Jul 27, 2011

Digestive System

Each organ of the mammalian digestive system has specialised food–processing functions.

The general principles of food processing are similar for a diversity of animals, so we can use the digestive system of mammals as a representative example. The mammalian digestive system consists of the alimentary canal and various accessory glands that secrete digestive juices into the canal through ducts.

After food is chewed and swallowed, it takes only 5–10 seconds for it to pass down the oesophagus and into the stomach, where it spends 2–6 hours being partially digested. Final digestion and nutrient absorption occur in the small intestine over a period of 5–6 hours. In 12–24 hours, any undigested material passes through the large intestine, and faeces are expelled through the anus.

The general principles of food processing are similar for a diversity of animals, so we can use the digestive system of mammals as a representative example. The mammalian digestive system consists of the alimentary canal and various accessory glands that secrete digestive juices into the canal through ducts.

Peristalsis, rhythmic waves of contraction by smooth muscles in the wall of the canal, pushes the food along the tract. At some of the junctions between specialised segments of the digestive tube, the muscular layer is modified into ringlike valves called sphincters, which close off the tube like drawstrings, regulating the passage of material between chambers of the canal. The accessory glands of the mammalian digestive system are three pairs of salivary glands, the pancreas, the liver and the gallbladder, which stores a digestive juice.

Using the human digestive system as a model, let′s now follow a meal through the alimentary canal, examining in more detail what happens to the food in each of the processing stations along the way.

The Oral Cavity, Pharynx, and Oesophagus
Both physical and chemical digestion of food begin in the mouth. During chewing, teeth of various shapes cut, smash, and grind food, making it easier to swallow and increasing its surface area. The presence of food in the oral cavity triggers a nervous reflex that causes the salivary glands to deliver saliva through ducts to the oral cavity. Even before food is actually in the mouth, salivation may occur in anticipation because of learned associations between eating and the time of day, cooking odours, or other stimuli. Humans secrete more than a liter of saliva each day.

Saliva contains a slippery glycoprotein (carbohydrate–protein complex) called mucin, which protects the lining of the mouth from abrasion and lubricates food for easier swallowing. Saliva also contains buffers that help prevent tooth decay by neutralising acid in the mouth. Antibacterial agents in saliva kill many of the bacteria that enter the mouth with food.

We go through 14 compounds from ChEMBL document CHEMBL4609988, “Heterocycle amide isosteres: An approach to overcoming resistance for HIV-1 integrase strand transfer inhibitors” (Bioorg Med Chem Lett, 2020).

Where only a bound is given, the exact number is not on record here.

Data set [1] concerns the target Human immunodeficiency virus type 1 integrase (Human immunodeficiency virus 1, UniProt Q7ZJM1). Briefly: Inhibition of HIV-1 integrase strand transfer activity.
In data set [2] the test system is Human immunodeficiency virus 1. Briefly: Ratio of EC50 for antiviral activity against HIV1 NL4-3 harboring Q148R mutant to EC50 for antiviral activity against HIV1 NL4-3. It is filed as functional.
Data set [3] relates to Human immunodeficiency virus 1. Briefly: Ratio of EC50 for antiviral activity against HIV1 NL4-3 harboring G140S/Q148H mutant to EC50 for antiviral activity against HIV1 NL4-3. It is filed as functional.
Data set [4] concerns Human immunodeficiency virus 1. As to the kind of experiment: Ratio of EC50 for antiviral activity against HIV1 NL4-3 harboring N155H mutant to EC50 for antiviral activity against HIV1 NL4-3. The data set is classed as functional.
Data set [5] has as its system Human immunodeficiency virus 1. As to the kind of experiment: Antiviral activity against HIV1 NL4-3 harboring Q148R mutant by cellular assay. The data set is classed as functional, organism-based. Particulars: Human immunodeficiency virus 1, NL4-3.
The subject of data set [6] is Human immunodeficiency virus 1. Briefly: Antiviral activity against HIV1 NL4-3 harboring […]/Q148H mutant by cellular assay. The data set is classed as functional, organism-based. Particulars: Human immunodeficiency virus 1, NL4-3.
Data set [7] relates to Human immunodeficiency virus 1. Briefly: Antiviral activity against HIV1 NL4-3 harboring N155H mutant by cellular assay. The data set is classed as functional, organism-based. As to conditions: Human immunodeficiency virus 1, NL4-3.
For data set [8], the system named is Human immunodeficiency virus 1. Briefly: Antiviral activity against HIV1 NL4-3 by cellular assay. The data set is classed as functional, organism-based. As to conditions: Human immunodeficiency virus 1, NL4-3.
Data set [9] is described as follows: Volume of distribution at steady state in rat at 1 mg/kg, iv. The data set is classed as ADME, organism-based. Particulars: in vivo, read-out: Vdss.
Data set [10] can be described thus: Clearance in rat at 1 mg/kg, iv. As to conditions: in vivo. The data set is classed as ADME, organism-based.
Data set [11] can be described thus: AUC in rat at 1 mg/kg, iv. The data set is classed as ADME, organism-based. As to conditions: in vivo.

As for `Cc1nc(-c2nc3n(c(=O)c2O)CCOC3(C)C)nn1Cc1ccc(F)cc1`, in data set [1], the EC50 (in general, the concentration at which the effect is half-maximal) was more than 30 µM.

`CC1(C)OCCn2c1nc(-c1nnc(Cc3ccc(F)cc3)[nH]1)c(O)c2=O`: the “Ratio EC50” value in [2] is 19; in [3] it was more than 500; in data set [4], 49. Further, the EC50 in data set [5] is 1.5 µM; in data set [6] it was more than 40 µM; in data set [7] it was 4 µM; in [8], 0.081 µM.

Chemical digestion of carbohydrates, a main source of chemical energy, begins in the oral cavity. Saliva contains salivary amylase, an enzyme that hydrolyses starch (a glucose polymer from plants) and glycogen (a glucose polymer from animals). The main products of this enzyme′s action are smaller polysaccharides and the disaccharide maltose.

The tongue tastes food, manipulates it during chewing, and helps shape the food into a ball called a bolus. During swallowing, the tongue pushes a bolus to the back of the oral cavity and into the pharynx.

The region we call our throat is the pharynx, a junction that opens to both the oesophagus and the windpipe (trachea). When we swallow, the top of the windpipe moves up so that its opening, the glottis, is blocked by a cartilaginous flap, the epiglottis. You can see this motion in the bobbing of the “Adam′s apple” during swallowing. This tightly controlled mechanism normally ensures that a bolus is guided into the entrance of the oesophagus.

Food or liquids may go “down the wrong pipe” because the swallowing reflex didn′t close the opening of the windpipe in time. The resulting blockage of airflow (choking) stimulates vigorous coughing, which usually expels the material. If it is not expelled quickly, the lack of airflow to the lungs can be fatal.

The oesophagus conducts food from the pharynx down to the stomach by peristalsis. The muscles at the very top of the oesophagus are striated (voluntary). Thus, the act of swallowing begins voluntarily, but then the involuntary waves of contraction by smooth muscles in the rest of the esophagus take over.

The Stomach
The stomach stores food and performs preliminary steps of digestion. This large organ is located in the upper abdominal cavity, just below the diaphragm. With accordionlike folds and a very elastic wall, the stomach can stretch to accommodate about 2 L of food and fluid. It is because the stomach can store an entire meal that we do not need to eat constantly. Besides storing food, the stomach performs important digestive functions: It secretes a digestive fluid called gastric juice and mixes this secretion with the food by the churning action of the smooth muscles in the stomach wall.